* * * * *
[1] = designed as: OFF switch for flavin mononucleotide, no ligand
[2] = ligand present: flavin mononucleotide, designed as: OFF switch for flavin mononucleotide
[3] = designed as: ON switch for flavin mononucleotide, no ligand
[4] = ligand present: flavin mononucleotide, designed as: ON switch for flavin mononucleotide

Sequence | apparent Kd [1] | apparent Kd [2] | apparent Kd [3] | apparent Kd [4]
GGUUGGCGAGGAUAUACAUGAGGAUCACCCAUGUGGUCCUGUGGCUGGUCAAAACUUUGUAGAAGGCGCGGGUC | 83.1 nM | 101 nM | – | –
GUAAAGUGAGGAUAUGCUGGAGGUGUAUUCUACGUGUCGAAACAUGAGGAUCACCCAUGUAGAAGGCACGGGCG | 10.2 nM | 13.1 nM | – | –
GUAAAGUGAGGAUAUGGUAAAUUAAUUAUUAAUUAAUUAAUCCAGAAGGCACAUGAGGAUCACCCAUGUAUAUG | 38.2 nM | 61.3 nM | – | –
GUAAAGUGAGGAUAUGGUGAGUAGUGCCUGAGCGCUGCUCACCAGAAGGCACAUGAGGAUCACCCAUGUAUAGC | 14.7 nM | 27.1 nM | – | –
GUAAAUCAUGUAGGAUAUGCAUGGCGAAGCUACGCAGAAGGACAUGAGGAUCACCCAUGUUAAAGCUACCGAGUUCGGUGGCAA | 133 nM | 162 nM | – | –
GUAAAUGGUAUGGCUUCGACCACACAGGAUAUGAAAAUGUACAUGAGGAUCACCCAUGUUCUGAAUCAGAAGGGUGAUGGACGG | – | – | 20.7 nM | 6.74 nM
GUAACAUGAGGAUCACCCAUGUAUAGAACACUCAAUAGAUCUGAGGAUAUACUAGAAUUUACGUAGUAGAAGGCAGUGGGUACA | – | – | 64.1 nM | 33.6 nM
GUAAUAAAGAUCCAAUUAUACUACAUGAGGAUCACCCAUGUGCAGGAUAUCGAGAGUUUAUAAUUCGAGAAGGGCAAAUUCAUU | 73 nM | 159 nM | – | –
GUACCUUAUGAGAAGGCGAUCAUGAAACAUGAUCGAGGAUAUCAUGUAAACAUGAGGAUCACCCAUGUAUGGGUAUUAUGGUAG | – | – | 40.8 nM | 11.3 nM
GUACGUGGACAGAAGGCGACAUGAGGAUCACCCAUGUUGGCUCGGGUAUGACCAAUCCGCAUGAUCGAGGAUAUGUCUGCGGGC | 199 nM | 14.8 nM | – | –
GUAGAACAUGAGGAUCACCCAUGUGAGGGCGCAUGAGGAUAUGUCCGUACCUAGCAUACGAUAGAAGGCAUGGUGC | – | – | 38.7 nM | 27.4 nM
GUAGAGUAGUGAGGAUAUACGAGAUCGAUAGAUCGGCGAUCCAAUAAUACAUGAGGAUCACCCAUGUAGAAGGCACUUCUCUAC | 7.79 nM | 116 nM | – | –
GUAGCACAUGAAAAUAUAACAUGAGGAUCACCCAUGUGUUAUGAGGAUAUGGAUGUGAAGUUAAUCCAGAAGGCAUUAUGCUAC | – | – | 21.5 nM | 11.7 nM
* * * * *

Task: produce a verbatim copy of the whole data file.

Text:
[1] = designed as: OFF switch for flavin mononucleotide, no ligand
[2] = ligand present: flavin mononucleotide, designed as: OFF switch for flavin mononucleotide
[3] = designed as: ON switch for flavin mononucleotide, no ligand
[4] = ligand present: flavin mononucleotide, designed as: ON switch for flavin mononucleotide

Sequence | apparent Kd [1] | apparent Kd [2] | apparent Kd [3] | apparent Kd [4]
GGUUGGCGAGGAUAUACAUGAGGAUCACCCAUGUGGUCCUGUGGCUGGUCAAAACUUUGUAGAAGGCGCGGGUC | 83.1 nM | 101 nM | – | –
GUAAAGUGAGGAUAUGCUGGAGGUGUAUUCUACGUGUCGAAACAUGAGGAUCACCCAUGUAGAAGGCACGGGCG | 10.2 nM | 13.1 nM | – | –
GUAAAGUGAGGAUAUGGUAAAUUAAUUAUUAAUUAAUUAAUCCAGAAGGCACAUGAGGAUCACCCAUGUAUAUG | 38.2 nM | 61.3 nM | – | –
GUAAAGUGAGGAUAUGGUGAGUAGUGCCUGAGCGCUGCUCACCAGAAGGCACAUGAGGAUCACCCAUGUAUAGC | 14.7 nM | 27.1 nM | – | –
GUAAAUCAUGUAGGAUAUGCAUGGCGAAGCUACGCAGAAGGACAUGAGGAUCACCCAUGUUAAAGCUACCGAGUUCGGUGGCAA | 133 nM | 162 nM | – | –
GUAAAUGGUAUGGCUUCGACCACACAGGAUAUGAAAAUGUACAUGAGGAUCACCCAUGUUCUGAAUCAGAAGGGUGAUGGACGG | – | – | 20.7 nM | 6.74 nM
GUAACAUGAGGAUCACCCAUGUAUAGAACACUCAAUAGAUCUGAGGAUAUACUAGAAUUUACGUAGUAGAAGGCAGUGGGUACA | – | – | 64.1 nM | 33.6 nM
GUAAUAAAGAUCCAAUUAUACUACAUGAGGAUCACCCAUGUGCAGGAUAUCGAGAGUUUAUAAUUCGAGAAGGGCAAAUUCAUU | 73 nM | 159 nM | – | –
GUACCUUAUGAGAAGGCGAUCAUGAAACAUGAUCGAGGAUAUCAUGUAAACAUGAGGAUCACCCAUGUAUGGGUAUUAUGGUAG | – | – | 40.8 nM | 11.3 nM
GUACGUGGACAGAAGGCGACAUGAGGAUCACCCAUGUUGGCUCGGGUAUGACCAAUCCGCAUGAUCGAGGAUAUGUCUGCGGGC | 199 nM | 14.8 nM | – | –
GUAGAACAUGAGGAUCACCCAUGUGAGGGCGCAUGAGGAUAUGUCCGUACCUAGCAUACGAUAGAAGGCAUGGUGC | – | – | 38.7 nM | 27.4 nM
GUAGAGUAGUGAGGAUAUACGAGAUCGAUAGAUCGGCGAUCCAAUAAUACAUGAGGAUCACCCAUGUAGAAGGCACUUCUCUAC | 7.79 nM | 116 nM | – | –
GUAGCACAUGAAAAUAUAACAUGAGGAUCACCCAUGUGUUAUGAGGAUAUGGAUGUGAAGUUAAUCCAGAAGGCAUUAUGCUAC | – | – | 21.5 nM | 11.7 nM